And so, Aria stepped into the Witch in the Woods’ house, where she sat on a three-legged stool as the Witch used her shears to cut off all of her lovely tresses. She wasn’t gentle.
The Witch’s cat, a tabby with eyes like polished lemons, watched her the whole time. Aria could not tell if it was a demon.
“Now,” the Witch said, “Here is what you must do. Follow the lake shore North until you get to the Chalk Hills. There you will find a path leading into the hills themselves. Follow the path and make the sound of the cuckoo as you walk. You will find what you seek.”
Aria was puzzled but she supposed the Witch knew what she was about.
“And I think I will keep the pies,” the Witch said.
• • • •
You weren’t supposed to inherit the title of Mayor, but the townsfolk hadn’t been able to agree on whom to elect. Ultimately, the previous Mayor’s son had seemed like the most inoffensive choice.
It wasn’t that he was stupid. He was just . . . straightforward. But he listened to people’s complaints and was earnest about trying to fix the town’s problems, so folks were happy enough with him in the mayor’s chair.
The Mayor himself, though, was discontented. He cared about the town, he really did! But . . . he knew he wasn’t the sharpest tool in the shed. His schoolmistress had repeatedly quoted to him aphorisms such as “Even the dullest knife has its uses” or “Castles aren’t built by brains alone” and even he wasn’t slow enough to miss her implications. Why, even the blacksmith’s daughter had called him simple!
The Mayor worried that his deficiencies would hurt the town. Last week, for instance, when a delegation from a neighboring settlement had come to discuss trade tariffs, the Mayor had struggled to even follow their words, let alone make a decision.
If only he were a little more intelligent, he told himself, things would be better.
So he took up his lantern and went to find the Witch in the Woods.
Evening transformed the woods into a different world. The carpet of insect chirps that normally draped the land seemed thicker somehow. The breezes touched you differently, as though the growing darkness strained out some essential quality from the wind. And the smell . . . the Mayor was quite sure you weren’t supposed to smell twilight, but he didn’t know what else to call it.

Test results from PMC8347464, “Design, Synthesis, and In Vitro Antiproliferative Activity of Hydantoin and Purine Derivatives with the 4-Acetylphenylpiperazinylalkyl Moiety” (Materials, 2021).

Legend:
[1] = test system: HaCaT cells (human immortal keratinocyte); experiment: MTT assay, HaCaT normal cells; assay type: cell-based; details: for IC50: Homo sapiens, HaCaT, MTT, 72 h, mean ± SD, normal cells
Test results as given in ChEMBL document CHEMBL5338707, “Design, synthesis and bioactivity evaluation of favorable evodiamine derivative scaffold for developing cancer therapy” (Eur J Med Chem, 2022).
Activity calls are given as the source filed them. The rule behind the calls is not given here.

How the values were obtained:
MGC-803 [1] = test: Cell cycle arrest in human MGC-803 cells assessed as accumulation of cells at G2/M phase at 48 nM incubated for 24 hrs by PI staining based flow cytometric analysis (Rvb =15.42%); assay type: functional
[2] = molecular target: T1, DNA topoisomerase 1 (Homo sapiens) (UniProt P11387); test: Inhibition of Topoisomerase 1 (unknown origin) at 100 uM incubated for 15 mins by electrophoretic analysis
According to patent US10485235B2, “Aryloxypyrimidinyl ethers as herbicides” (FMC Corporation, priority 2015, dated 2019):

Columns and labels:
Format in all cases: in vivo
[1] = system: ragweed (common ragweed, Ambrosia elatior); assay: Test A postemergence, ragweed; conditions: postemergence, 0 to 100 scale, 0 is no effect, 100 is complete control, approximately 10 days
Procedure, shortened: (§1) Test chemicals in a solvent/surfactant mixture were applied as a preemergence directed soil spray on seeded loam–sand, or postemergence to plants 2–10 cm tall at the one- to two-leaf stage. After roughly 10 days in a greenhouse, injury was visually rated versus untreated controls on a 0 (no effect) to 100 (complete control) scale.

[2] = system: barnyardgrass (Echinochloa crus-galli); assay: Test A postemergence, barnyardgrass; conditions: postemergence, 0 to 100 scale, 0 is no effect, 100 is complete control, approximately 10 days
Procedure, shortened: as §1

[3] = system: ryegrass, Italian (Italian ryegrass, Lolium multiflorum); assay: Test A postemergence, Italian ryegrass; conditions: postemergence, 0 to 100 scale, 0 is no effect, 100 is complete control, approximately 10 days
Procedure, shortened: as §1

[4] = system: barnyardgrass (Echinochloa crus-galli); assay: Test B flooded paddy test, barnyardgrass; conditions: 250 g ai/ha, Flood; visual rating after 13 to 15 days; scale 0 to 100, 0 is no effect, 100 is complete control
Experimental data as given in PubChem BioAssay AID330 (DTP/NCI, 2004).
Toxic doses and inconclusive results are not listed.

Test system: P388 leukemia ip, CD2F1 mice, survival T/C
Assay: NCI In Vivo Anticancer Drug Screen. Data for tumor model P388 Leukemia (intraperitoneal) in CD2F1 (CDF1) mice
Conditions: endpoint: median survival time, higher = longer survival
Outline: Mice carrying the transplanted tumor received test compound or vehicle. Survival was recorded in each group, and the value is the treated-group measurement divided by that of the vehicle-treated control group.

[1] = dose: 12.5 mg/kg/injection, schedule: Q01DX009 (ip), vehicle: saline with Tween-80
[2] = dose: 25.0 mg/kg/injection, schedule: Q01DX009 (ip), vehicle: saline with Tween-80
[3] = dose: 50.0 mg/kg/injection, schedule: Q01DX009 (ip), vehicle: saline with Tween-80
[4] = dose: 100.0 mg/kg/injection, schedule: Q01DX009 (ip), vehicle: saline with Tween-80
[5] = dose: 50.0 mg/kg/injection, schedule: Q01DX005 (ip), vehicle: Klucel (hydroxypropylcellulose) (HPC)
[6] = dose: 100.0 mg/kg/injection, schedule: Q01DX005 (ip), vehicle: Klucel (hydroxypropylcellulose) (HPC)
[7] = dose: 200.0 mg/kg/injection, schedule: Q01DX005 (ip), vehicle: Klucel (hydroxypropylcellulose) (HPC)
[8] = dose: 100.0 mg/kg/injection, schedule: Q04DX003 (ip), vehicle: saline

When he arrived at the Lake of Lost Souls, smoke was rising from the Witch in the Woods’ chimney. The fragrance of baking bread tickled his nostrils and the image of fresh dinner rolls slathered with cured children-paste appeared unbidden in his mind.
His knock was almost apologetic.
“Mistress Witch,” he said when she appeared in the doorway, haloed in the light of a small fire, “forgive me for the late hour, but I am desperate for your help! You see, I worry I’m not intelligent enough to be Mayor! I beg for a charm of cleverness or a potion of quick wit, so that I may better lead my community!” He said all this very fast and in one breath.
The Witch’s apron was dusted with flour. She regarded him from the door, lip curled in irritation.
“For what you seek,” she said in measured tones, “I will exact a payment of pain. Can you bear that price, Mayor?”
And so, the Mayor found himself bent over a wooden bench, sobbing and screaming as the old woman’s hazel switch struck his bare buttocks and back. He gazed into her cat’s sea-green eyes; it flinched not a whit no matter how much the Mayor howled.
As the Mayor quietly tucked himself into his clothes, the Witch delivered her instructions. “You will cross to the other side of the lake and head deeper into the forest, following the Eastern Star. You will arrive at the ruins of a building overgrown with moss. Search the ruins. If you are thorough, if you are meticulous, you will find what you seek.”
The Mayor got up and winced as pain shot through his buttocks.
The cat mewled and started licking its paws.
• • • •